At first, Emerenini stood motionless as if she was waiting for the official to throw up her hands and say, "Just kidding," but when no response came, she twirled around, motioned like she was about to walk away, let her emotions bubble to the surface, and then asked why she was only allowed one jump when her competitors had three."Because you didn't respond when I called your name," Roz Katz, the long-jump official said. And with that, Emerenini made a face like she had been punched in the stomach and this time she really did walk away."I wanted to go home," she said.Luckily for Emerenini, her jump in the trials carried over to the final, and she won the competition with a distance of 16 feet and 3.25 inches, well ahead of Jamaica's Jodi An Ferguson's 15 feet and one inch, who took second at Bayside HS. With the win, Emerenini, a senior, qualified for the city championships on May 29 at Icahn Stadium on Randall's Island."I feel relieved that I'm done," she said. "After all that I went through just to compete, I'm happy it's over. I was so frustrated because you don't have enough time to get to where you have to be. There's so much going on here at once that it's hard to know where to go. It's crazy."Emerenini's road to victory involved more than just long-jumping. In the chaotic landscape of high school track and field, where events take place simultaneously in a loosely choreographed mishmash, athletes run the risk of missing events because they are enrolled in more than one competition.A look back at the circuitous route she took reveals the potential for trouble at the borough championships. Unlike basketball and football where only one game is being played, 18 events have to be completed at the borough championships. Coaches have to make sure that athletes, most of whom are competing in more than one event, know where they are at all times.Emerenini, the indoor champion in the long-jump, was competing in two other events -the shot-put and the 4x100 relay.At 3:45 p.m., when the open pit began for the long-jump, Emerenini took her first jump. Then she was called to run in the 4x100. Then she returned to the long-jump to get her second jump in. After that, she ran across Bayside Athletic Field to compete in the shot-put, during which time, unbeknownst to Emerenini because no announcement was made over the loud speaker, the finals of the long-jump began.Emerenini missed her first jump in the finals.She still had two jumps left, so she took her second jump and waited for her number to be called. About five minutes later Katz called her, but Emerenini, despite standing maybe 15 feet away didn't respond. And she missed her turn again."She claimed she called my number, but I don't think so," said Emerenini, who took fourth in the shot-put and the relay. "I wanted to go home at that point. I didn't even want to take my final jump."Luckily for Emerenini, she didn't have to. Bob Orazem, the PSAL's meet director who was making the announcements for all of the events over a loud speaker, said that the confusion could have been avoided if her coach had asked the long-jump official to give her permission to compete in another event. Then she would have been able to make the jumps up later.Two other competitors, Nelli Brown of Aviation and Mercy Sabblah of Forest Hills, both missed jumps because they were competing in other events. Brown took fourth place and Sabblah came in 12th in the long-jump."The coaches have to decide which events they want the kids to do," Orazem said. "They want their kids to do so many events because they want the points. This is where they have to choose. The kids can't be everywhere at the same time."Devotia Moore, a sophomore at Townsend Harris won all three of her events for the second straight year. Last Thursday, she came in first in the 2000 meter steeplechase, 800 meters and 1500 meters to qualify for the city championships in each event.Just a freshman at Cardozo, Dalilah Muhammad won the high-jump in five feet four inches.With 235 points, Jamaica HS ran away with the team competition for its first outdoor title since 1997. The Beavers won the Indoor borough championships this season and last season and on Thursday defeated second place Townsend Harris, which amassed 132 points.Reach reporter Mitch Abramson by E-mail at TimesLedger@aol.com or call 718-229-0300 Ext. 130.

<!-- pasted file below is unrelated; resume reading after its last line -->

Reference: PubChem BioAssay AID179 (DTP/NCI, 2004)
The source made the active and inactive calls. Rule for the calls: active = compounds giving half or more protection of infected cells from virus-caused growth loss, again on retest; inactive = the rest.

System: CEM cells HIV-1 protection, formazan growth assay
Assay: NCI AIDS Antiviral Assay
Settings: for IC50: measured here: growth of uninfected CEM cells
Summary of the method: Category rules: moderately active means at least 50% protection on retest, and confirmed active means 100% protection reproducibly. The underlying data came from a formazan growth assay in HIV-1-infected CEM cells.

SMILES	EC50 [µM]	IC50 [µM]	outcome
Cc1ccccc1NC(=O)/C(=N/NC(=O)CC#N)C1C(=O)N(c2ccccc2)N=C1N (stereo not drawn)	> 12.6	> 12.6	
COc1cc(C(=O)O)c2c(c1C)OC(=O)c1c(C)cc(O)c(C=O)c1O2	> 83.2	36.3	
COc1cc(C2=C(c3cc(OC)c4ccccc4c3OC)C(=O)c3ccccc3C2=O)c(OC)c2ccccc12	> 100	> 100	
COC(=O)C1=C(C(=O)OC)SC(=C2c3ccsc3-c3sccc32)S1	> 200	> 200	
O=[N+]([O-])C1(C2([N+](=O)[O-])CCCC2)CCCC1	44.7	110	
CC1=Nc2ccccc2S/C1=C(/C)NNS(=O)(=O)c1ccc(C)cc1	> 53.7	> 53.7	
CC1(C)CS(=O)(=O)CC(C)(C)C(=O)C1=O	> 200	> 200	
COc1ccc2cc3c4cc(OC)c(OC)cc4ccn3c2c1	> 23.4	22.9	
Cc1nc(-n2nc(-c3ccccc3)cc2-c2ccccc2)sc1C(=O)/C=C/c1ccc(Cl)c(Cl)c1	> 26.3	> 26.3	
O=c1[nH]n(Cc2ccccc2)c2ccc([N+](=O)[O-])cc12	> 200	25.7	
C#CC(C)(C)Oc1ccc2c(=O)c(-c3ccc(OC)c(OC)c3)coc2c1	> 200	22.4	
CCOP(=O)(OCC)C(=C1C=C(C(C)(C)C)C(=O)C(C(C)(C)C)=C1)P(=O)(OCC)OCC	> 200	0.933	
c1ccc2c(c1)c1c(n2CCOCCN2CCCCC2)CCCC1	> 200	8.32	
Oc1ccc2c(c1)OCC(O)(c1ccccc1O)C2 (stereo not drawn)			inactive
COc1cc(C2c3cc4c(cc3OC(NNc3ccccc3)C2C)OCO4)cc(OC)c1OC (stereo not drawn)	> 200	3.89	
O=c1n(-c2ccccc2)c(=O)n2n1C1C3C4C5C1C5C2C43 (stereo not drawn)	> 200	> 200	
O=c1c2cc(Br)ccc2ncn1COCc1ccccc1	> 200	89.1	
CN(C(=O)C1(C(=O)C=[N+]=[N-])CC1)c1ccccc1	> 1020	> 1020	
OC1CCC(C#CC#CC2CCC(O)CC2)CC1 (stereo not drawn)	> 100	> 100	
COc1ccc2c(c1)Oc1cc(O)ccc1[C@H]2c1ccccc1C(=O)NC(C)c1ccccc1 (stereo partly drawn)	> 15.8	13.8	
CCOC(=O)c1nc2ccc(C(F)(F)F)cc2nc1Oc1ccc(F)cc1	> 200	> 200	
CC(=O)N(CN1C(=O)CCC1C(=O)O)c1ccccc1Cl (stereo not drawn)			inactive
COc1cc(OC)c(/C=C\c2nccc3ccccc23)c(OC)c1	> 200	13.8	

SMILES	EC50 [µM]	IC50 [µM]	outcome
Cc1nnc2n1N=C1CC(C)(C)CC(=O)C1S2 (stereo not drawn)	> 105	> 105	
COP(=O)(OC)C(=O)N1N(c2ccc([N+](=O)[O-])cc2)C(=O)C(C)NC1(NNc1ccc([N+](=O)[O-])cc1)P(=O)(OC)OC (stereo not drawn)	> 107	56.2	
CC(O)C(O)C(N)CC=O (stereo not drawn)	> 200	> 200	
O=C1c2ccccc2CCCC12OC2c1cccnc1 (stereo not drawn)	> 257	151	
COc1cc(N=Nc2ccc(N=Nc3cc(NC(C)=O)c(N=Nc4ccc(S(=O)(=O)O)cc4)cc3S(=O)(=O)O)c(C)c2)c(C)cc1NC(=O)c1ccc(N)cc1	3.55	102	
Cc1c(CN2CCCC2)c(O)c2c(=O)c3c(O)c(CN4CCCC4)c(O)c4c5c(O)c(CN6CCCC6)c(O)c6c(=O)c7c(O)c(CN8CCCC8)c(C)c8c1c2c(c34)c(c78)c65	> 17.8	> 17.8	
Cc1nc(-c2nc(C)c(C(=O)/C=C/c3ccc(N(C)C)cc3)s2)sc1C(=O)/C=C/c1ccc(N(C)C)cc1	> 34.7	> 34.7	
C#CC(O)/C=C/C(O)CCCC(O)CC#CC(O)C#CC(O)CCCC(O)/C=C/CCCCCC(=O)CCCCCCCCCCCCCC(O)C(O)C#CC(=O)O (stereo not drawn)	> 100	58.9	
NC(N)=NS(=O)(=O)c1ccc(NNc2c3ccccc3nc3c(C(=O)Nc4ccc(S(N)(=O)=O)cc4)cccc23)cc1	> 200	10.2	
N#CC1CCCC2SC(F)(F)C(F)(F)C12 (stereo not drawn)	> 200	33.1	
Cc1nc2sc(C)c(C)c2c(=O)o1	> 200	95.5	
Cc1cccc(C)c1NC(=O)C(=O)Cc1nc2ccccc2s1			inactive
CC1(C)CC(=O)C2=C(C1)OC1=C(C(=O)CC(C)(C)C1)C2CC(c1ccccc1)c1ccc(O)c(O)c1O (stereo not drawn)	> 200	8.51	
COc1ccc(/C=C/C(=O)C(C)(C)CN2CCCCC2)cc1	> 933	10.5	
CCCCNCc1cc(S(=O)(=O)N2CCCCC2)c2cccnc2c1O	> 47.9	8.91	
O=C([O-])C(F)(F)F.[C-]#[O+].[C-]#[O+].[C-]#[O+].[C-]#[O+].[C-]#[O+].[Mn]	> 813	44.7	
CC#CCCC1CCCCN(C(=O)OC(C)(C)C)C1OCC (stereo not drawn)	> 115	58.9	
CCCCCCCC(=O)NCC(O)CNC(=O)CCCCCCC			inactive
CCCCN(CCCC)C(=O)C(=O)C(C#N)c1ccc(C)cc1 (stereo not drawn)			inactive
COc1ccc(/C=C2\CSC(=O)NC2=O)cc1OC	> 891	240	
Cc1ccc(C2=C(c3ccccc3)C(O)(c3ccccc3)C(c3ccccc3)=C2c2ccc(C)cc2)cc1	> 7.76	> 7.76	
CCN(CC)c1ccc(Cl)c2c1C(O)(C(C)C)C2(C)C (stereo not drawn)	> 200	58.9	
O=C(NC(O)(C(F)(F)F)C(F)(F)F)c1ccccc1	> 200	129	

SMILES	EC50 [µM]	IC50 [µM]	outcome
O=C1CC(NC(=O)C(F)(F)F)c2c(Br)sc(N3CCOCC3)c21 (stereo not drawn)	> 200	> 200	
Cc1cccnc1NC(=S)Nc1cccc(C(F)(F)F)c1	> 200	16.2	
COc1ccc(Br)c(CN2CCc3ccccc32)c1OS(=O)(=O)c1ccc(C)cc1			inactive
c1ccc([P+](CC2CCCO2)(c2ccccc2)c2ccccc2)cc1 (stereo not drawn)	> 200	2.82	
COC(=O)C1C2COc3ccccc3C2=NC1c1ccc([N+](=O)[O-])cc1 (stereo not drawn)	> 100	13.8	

©2005 Community News Group
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